Export Control Laws

Export control laws (ECLs) are a complex set of federal regulations designed to protect U.S. national security; to prevent the proliferation of weapons of mass destruction; to further U.S. foreign policy including the support of international agreements, human rights and regional stability; and to maintain U.S. economic competitiveness.  ECLs govern how information, technologies, and commodities can be transmitted overseas to anyone, including U.S. citizens, or to foreign nationals in the U.S.

University research is subject to ECLs, including the International Traffic in Arms Regulations (ITAR), implemented by the U.S. Department of State, and the Export Administration Regulations (EAR), implemented by the U.S. Department of Commerce. The Office of Foreign Asset Control (OFAC), which is part of the U.S. Department of the Treasury, is responsible for administering and enforcing economic and trade sanctions against certain nations, entities, and individuals.  ECLs may apply to research activities on campus, to the temporary export of controlled University owned equipment including laptop computers containing controlled software or technical data, and to the shipment of research materials to foreign collaborators. Failure to comply with ECLs can result in severe consequences for the University as well as the individual researchers, including fines of up to $1 million per violation, up to 20 years imprisonment, and debarment from future exporting activities.

Since 9/11, the U.S. government has increased its scrutiny of universities to make sure they are complying with these often-complicated regulations.  Even though most research conducted on campus and travel abroad on University business will not be subject to export control restrictions, it is important for the university community to be aware of the these regulations.

Primary responsibility for compliance with export control laws lies with each individual faculty or staff member.  Questions regarding the applicability of export control laws should be directed to the Office of General Counsel.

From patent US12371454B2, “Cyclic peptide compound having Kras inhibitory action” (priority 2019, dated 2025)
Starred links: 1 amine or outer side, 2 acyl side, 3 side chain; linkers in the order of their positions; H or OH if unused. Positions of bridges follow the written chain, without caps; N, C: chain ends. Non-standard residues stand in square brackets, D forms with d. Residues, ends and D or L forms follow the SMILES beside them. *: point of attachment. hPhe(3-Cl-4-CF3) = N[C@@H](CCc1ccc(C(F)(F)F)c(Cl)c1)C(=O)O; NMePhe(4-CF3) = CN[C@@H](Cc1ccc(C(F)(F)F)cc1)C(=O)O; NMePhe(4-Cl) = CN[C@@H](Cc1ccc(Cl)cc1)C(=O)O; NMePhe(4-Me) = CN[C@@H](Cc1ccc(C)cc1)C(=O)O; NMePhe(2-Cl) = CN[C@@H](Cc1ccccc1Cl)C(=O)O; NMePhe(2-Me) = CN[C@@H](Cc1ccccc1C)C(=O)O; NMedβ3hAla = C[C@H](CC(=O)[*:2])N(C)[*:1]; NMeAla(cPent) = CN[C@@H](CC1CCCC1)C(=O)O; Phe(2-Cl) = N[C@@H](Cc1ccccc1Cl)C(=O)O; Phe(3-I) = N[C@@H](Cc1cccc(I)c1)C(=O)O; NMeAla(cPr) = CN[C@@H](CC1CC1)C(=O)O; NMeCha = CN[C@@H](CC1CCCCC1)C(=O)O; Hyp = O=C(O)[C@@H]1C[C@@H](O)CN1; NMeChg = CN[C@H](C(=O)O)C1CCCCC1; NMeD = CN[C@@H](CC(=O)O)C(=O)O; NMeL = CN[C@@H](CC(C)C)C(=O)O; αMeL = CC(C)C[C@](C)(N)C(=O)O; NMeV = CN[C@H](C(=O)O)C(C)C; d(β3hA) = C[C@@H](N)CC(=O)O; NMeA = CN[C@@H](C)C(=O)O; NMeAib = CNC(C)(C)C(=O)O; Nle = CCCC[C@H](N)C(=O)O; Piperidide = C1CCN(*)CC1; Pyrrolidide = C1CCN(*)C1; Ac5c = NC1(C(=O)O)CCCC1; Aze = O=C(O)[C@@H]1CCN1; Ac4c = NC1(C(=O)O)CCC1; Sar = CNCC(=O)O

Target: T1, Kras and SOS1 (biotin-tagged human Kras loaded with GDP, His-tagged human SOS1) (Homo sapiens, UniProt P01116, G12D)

Compliance with export controls must be considered and achieved before traveling, engaging in science or technology-based research, or engaging in any other activity that may be export controlled.  In most cases, this will simply involve confirming that the travel/research falls within an exception to the export control laws.  In the few cases where the activity does not fall within an exception, the Provost, as the University's “empowered official” will determine whether the University will pursue an export license from the relevant governmental agency or whether it is not feasible to engage in the export.  The license process can take up to six (6) months - therefore it is wise to plan ahead.

Travel to Certain Countries

If you are traveling abroad, the first thing to know is whether you are visiting a country that has been sanctioned by the U.S. Office of Foreign Asset Control (“OFAC;” see list here: http://www.treas.gov/offices/enforcement/ofac/programs/index.shtml).  Travel to these countries is heavily regulated, and in some instances prohibited. 

Anyone seeking to travel to one of these countries on University-related business or research should consult with the Office of General Counsel.

Travel With Laptops, GPS, Cell Phones, and Other Common Items

Generally speaking, and provided that you are not traveling to an OFAC-sanctioned country, you may likely take laptops, GPS devices, cell phones, and other common, personal use technological items as long as:

The device, including any software installed on it, does not contain encryption technology (be aware that encryption is becoming more and more common on certain devices and software programs);
You own the device or are using a University-owned device;
You will return to the U.S. with the device within one year;
The device is for personal use or is a type of device that is usual and reasonably used within your profession;
You will maintain control over the item at all times (e.g. by keeping in your possession or locking in a hotel safe)
The device, its software, and underlying technology will not be put to military use, used in outer space, or used to develop weapons of mass destruction.

Research

Most research conducted at the University will fall within an exception to the export control laws.  Generally speaking, if the resulting research is published and generally accessible to the public (or shared broadly within the scientific community), the research is likely exempt from export control laws.  However, be aware that these exceptions are lost if you accept certain contractual terms concerning:
Foreign nationals;
Publication restrictions or pre-publication review; or
Access or dissemination controls.
Thus, it is imperative that you carefully review any contract - including a grant - you might sign in connection with your research.  If you see terms addressing any of the above issues, you are advised to contact the Office of General Counsel.